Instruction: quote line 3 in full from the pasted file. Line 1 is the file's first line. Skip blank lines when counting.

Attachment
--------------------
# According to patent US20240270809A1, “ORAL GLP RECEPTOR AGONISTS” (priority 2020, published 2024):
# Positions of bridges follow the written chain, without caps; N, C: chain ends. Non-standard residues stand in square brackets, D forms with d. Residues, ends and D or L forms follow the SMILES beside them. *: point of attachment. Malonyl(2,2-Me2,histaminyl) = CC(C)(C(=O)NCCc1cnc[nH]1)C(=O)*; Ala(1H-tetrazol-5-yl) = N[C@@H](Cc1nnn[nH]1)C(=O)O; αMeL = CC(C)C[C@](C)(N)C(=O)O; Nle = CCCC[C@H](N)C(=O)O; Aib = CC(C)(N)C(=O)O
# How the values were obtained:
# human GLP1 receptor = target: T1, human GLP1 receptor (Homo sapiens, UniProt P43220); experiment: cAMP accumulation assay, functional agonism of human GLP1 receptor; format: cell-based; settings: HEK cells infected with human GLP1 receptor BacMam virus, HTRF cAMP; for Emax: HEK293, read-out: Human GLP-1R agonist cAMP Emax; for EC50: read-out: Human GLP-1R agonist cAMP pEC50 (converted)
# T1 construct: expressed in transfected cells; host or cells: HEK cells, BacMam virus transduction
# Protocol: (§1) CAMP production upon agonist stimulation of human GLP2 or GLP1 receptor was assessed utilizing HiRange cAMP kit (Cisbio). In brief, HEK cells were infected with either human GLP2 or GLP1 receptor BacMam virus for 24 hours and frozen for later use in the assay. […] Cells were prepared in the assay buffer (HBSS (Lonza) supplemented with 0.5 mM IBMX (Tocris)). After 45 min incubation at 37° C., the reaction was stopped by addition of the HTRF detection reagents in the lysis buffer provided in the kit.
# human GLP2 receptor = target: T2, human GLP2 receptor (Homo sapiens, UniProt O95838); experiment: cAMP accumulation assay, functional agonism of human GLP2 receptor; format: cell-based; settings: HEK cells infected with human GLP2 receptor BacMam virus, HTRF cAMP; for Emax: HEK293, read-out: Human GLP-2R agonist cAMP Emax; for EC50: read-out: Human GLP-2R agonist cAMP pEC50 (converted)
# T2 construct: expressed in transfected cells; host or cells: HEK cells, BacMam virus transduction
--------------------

# How the values were obtained: